Failure to give notice of intention
Failure to give notice of intention
TO APPOINT AN ADMINISTRATOR – re Eco Link Resources Ltd (in CVL)
Does the failure by a “junior” holder of a qualifying floating charge (QFCH) to give notice to a prior ranking/senior QFCH of its intention to appoint an administrator make its appointment of an administrator invalid/void?
A QFCH can appoint an administrator to a company by using the out of court process as set out in paragraph 14 of schedule B1 of the Insolvency Act 1986 (IA 1986), provided that the terms of paragraph 15 of the IA 1986 are followed. Paragraph 15 states that a QFCH must give at least two business days notice of intention to appoint an administrator to any senior/prior ranking QFCH. Also, rule 2.15 in the Insolvency Rules 1986 identifies the prescribed form of notice of intention to appoint and also provides that the QFCH must file a copy of this form at court at the same time as it is sent to any senior QFCH.
Previous court decisions have taken different views on the extent to which defects in the appointment of an administrator would invalid its appointment. In certain earlier cases a court has come to the conclusion that it can cure defective administration appointments by declaring the appointment to be retrospectively valid as in RE Assured Logistics Limited and others  EWHC 3029 (Ch). This approach was also followed in RE Ceart Risk Services Limited  EWHC 1178(Ch), where the High Court held that it should examine the defect in procedure that had occurred on a case by case basis and not follow a “blanket/one size fits all” approach. The approach taken in this case departed from the previous approach that had sought to differentiate between mandatory and discretionary statutory requirements which had meant that a failure to adhere to a mandatory requirement automatically invalidated the act in question.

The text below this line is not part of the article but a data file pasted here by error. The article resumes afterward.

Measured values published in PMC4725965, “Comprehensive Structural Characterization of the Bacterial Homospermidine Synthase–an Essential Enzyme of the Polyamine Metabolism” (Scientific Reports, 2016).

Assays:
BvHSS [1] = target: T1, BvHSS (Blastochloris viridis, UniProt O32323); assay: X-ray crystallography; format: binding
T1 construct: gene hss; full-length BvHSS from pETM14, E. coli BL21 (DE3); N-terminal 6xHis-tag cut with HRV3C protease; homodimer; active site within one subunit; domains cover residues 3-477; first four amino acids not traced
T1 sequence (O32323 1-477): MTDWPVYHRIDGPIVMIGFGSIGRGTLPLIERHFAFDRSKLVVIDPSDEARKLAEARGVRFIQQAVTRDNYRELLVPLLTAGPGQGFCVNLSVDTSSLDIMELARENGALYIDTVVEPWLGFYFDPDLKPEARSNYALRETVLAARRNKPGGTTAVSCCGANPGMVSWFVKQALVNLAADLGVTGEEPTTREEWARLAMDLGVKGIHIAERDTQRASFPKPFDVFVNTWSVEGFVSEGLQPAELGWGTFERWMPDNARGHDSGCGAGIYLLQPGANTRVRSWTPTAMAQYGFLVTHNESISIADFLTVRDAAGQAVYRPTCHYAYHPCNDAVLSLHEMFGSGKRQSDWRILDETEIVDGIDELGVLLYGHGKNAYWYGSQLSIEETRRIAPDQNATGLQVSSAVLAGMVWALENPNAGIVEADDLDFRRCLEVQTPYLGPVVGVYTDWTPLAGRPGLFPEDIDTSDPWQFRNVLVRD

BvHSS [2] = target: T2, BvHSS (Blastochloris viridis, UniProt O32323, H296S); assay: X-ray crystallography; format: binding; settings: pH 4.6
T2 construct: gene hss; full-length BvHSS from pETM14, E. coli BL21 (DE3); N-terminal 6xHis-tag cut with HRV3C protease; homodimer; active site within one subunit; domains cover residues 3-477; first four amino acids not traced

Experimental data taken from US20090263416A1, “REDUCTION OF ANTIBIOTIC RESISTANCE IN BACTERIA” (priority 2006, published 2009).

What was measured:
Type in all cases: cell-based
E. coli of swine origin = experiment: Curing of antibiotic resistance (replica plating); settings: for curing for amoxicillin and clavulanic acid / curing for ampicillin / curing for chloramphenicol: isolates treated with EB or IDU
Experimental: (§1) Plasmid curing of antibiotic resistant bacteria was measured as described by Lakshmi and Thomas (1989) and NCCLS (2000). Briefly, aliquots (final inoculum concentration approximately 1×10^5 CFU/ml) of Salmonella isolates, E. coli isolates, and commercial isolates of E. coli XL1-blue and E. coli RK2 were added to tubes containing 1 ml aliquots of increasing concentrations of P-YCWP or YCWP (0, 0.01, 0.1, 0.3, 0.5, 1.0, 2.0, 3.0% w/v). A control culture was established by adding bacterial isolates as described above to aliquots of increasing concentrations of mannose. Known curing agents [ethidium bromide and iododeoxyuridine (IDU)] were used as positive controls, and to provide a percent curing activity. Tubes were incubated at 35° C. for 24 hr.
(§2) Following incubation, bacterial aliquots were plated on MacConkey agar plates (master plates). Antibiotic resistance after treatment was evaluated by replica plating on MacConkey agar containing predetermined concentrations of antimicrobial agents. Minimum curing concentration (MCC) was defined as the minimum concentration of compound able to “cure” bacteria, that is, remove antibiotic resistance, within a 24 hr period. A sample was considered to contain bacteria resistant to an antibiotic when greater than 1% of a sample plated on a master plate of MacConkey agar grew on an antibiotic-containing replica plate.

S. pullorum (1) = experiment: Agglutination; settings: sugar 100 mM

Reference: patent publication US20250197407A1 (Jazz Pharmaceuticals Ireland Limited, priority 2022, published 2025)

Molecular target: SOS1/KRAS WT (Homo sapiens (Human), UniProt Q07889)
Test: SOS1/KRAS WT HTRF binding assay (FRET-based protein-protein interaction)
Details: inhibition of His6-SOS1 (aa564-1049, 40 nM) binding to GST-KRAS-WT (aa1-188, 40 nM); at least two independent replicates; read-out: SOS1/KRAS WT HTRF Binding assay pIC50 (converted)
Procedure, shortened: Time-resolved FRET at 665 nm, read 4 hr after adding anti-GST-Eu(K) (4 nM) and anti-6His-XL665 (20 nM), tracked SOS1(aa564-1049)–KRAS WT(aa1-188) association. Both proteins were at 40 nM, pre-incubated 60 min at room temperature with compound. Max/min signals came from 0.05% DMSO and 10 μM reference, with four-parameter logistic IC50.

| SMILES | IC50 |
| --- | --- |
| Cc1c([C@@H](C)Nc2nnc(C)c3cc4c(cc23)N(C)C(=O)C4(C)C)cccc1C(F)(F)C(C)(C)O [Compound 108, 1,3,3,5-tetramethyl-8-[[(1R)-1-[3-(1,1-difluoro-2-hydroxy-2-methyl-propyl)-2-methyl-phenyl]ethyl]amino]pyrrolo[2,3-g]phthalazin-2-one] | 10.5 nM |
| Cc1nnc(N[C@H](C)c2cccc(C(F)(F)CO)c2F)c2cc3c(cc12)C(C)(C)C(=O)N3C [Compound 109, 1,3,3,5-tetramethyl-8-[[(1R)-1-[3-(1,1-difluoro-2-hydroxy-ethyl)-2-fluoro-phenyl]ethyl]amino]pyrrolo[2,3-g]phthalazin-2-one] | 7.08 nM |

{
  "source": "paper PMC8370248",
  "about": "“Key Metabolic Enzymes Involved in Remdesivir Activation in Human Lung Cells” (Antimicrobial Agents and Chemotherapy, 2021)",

Company (X) became insolvent at a time when two of its creditors were QFCHs. The shareholders of X resolved to put X into a creditors voluntary winding up (CVL) and the members and the creditors then agreed on the appointment of liquidators. X then became aware that the junior QFCH had purported to appoint administrators by following the out of court procedure for the appointment of an administrator.
If the appointment of administrators was held to be valid, this would then have prevented the appointment of liquidators as the purported appointment of the administrators had happened first. The liquidators challenged the appointment of administrators on the grounds that the junior QFCH had not given notice of the appointment to the senior QFCH as required under paragraph 15.1 and Rule 215 of the IR1 986. They also noted that there were various defects in the form of appointment filed at court by the junior QFCH.
The High Court held that the failure by the junior QFCH to give notice of intention to appoint administrators to the senior QFCH meant that the appointment was invalid. Therefore there had not been a moratorium which prevented the members from putting the company into CVL.
The Court justified its decision by relying on the fact that as there was a requirement for a junior QFCH to give notice of its intention to appointment administrators, this must have been in order to enable a senior QFCH to make its own administration appointment in priority to the proposed appointment by the junior QFCH. If this was correct, then the court had to hold that an administration appointment made in breach of this invalid. As the junior QFCH’s disregard for procedure for the appointment of administrators was a clear and unequivocal breach of the rules and the court had no in about declaring its appointment invalid.